Prior to DD, Portugal was a fledgling republic and member of NATO. It had just recovered from the colonial wars and the April 1974 Carnation Revolution and emerged as stronger, brighter nation. President António Ramalho Eanes has just been re-elected in 1983 to become President a second time. Portugal was improving economically, approaching the level of other European states. The future looked bright as prosperity increased and Portugal looked toward closer integration with western Europe.
Doomsday (26 September 1983)
On 26 September 1983, at 2:47 AM, A 500 kt warhead exploded over downtown Lisboa, causing mass destruction and death. The entire city of Lisboa-proper was utterly destroyed, with the entire population vaporized and many buildings knocked over or destroyed. The wider urban area of Lisboa suffered wide-spread destruction as well, with the better part of 35% casualties in the initial destruction. The Lisboa Blast was felt as far away as Santarem, and killed around 1.4 million citizens.
Three minutes later (2:50 AM) in Oporto, another 500 kt warhead exploded over the city's historical district, utterly destroying the entire city. The blast extended out into the metropolitan areas of the city, causing widespread casualties and destruction. The initial blast and destruction of the Oporto Blast killed approximately 725,000 citizens and obliterated the hub of northern industry and infrastructure in the country.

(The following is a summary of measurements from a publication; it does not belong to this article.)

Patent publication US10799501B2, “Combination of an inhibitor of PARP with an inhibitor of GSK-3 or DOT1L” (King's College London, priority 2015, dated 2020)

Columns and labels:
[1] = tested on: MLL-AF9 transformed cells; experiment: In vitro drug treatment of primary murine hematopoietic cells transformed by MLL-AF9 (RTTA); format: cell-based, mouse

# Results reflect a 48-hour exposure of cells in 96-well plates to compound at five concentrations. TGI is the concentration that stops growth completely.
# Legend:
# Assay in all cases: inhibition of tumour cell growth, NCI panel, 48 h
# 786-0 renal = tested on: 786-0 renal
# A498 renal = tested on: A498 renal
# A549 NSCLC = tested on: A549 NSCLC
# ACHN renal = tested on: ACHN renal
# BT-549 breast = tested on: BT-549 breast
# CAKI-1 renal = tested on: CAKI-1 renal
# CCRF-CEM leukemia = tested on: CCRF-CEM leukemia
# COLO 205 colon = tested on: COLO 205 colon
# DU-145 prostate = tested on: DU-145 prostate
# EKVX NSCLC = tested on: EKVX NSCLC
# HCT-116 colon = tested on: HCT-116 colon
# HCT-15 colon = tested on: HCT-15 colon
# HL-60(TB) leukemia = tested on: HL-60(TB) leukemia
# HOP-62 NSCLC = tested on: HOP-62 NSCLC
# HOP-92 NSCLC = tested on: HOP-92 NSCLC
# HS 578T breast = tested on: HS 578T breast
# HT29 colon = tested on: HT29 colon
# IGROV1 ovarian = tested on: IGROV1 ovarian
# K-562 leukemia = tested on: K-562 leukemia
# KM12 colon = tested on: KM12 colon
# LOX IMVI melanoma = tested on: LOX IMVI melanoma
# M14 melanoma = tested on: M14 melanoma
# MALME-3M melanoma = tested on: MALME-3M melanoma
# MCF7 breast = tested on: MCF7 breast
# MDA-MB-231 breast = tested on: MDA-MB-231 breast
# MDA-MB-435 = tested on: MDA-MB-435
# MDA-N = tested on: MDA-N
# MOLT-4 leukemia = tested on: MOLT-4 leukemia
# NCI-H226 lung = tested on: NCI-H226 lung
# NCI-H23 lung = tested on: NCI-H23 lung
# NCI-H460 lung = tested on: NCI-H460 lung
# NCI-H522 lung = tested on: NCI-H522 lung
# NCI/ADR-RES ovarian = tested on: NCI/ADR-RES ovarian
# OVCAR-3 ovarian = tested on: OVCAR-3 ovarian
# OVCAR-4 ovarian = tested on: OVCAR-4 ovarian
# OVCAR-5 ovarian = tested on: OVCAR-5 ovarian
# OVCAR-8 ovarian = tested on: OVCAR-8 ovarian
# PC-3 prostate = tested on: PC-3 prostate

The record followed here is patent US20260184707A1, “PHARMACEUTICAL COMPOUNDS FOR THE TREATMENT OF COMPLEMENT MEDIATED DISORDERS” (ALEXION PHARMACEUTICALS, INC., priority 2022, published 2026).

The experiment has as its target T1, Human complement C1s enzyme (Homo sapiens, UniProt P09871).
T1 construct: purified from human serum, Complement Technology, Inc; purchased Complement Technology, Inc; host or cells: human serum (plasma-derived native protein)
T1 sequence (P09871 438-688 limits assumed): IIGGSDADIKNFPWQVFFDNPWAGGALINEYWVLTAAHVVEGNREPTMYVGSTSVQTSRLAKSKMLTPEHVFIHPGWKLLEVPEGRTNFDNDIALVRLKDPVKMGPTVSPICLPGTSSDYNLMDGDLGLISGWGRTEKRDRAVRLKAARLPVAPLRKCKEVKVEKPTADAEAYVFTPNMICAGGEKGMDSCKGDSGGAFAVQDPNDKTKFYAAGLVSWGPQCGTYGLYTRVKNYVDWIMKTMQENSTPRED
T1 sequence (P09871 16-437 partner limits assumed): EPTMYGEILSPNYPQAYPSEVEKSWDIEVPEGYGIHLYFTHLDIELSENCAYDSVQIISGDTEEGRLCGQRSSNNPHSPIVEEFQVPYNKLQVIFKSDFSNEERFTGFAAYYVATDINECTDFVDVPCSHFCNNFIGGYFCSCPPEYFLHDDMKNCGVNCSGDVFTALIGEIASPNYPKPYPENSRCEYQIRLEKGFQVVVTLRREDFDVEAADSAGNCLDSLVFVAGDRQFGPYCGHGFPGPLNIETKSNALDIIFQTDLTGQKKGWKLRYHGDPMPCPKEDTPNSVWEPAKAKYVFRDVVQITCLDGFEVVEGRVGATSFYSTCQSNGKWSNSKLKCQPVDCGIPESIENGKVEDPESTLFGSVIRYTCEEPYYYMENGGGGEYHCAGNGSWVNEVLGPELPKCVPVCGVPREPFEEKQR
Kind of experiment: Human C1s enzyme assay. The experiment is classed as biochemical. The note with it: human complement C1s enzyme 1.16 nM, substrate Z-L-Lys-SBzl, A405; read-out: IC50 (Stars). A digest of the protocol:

A second wave arrived soon after; at 3:02 AM and a tactical warhead with a yield of 500kt struck the Monte Real air base, destroying the bases and crippling any NATO capacity to retaliate in the region. Monte Real was caught unprepared, leading to the complete destruction of the base and the death of all personnel assigned to it.
Roughly six million Portuguese died on Doomsday or the days following directly afterwards.
Emergency plans proved mostly ineffective in the short-term. Portuguese and Spanish security forces worked together to attempt to organize the survivors, but without a cohesive government structure or working communications, individual communities were left to fend for themselves. Military personnel, in general, did not respond to federal summons and instead operated independently at the local level to organize individual communities and families. With the threat of radioactive fallout spreading across continental Europe, all plans were made for the short-term.